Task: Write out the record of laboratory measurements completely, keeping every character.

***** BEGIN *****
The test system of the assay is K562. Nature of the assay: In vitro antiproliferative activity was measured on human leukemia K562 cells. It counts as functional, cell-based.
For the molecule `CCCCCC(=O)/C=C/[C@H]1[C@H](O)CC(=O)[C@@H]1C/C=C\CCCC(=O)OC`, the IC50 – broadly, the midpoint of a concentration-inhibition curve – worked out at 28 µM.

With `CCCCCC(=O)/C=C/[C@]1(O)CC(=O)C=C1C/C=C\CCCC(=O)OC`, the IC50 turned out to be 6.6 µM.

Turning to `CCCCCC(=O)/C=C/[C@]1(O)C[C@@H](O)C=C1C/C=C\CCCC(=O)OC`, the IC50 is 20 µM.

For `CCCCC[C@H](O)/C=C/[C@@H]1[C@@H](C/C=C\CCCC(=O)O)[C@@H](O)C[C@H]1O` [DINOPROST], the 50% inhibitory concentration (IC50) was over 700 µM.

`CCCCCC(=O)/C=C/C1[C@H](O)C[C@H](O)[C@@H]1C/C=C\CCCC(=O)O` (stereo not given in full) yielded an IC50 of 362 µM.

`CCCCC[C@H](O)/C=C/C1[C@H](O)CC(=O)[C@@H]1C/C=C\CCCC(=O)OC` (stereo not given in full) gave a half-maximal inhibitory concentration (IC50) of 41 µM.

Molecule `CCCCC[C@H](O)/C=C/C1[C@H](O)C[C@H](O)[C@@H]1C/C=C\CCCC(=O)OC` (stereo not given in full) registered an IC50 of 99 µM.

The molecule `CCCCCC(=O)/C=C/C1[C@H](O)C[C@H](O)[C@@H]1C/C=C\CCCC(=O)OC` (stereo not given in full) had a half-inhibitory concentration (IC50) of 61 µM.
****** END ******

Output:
The test system of the assay is K562. Nature of the assay: In vitro antiproliferative activity was measured on human leukemia K562 cells. It counts as functional, cell-based.
For the molecule `CCCCCC(=O)/C=C/[C@H]1[C@H](O)CC(=O)[C@@H]1C/C=C\CCCC(=O)OC`, the IC50 – broadly, the midpoint of a concentration-inhibition curve – worked out at 28 µM.

With `CCCCCC(=O)/C=C/[C@]1(O)CC(=O)C=C1C/C=C\CCCC(=O)OC`, the IC50 turned out to be 6.6 µM.

Turning to `CCCCCC(=O)/C=C/[C@]1(O)C[C@@H](O)C=C1C/C=C\CCCC(=O)OC`, the IC50 is 20 µM.

For `CCCCC[C@H](O)/C=C/[C@@H]1[C@@H](C/C=C\CCCC(=O)O)[C@@H](O)C[C@H]1O` [DINOPROST], the 50% inhibitory concentration (IC50) was over 700 µM.

`CCCCCC(=O)/C=C/C1[C@H](O)C[C@H](O)[C@@H]1C/C=C\CCCC(=O)O` (stereo not given in full) yielded an IC50 of 362 µM.

`CCCCC[C@H](O)/C=C/C1[C@H](O)CC(=O)[C@@H]1C/C=C\CCCC(=O)OC` (stereo not given in full) gave a half-maximal inhibitory concentration (IC50) of 41 µM.

Molecule `CCCCC[C@H](O)/C=C/C1[C@H](O)C[C@H](O)[C@@H]1C/C=C\CCCC(=O)OC` (stereo not given in full) registered an IC50 of 99 µM.

The molecule `CCCCCC(=O)/C=C/C1[C@H](O)C[C@H](O)[C@@H]1C/C=C\CCCC(=O)OC` (stereo not given in full) had a half-inhibitory concentration (IC50) of 61 µM.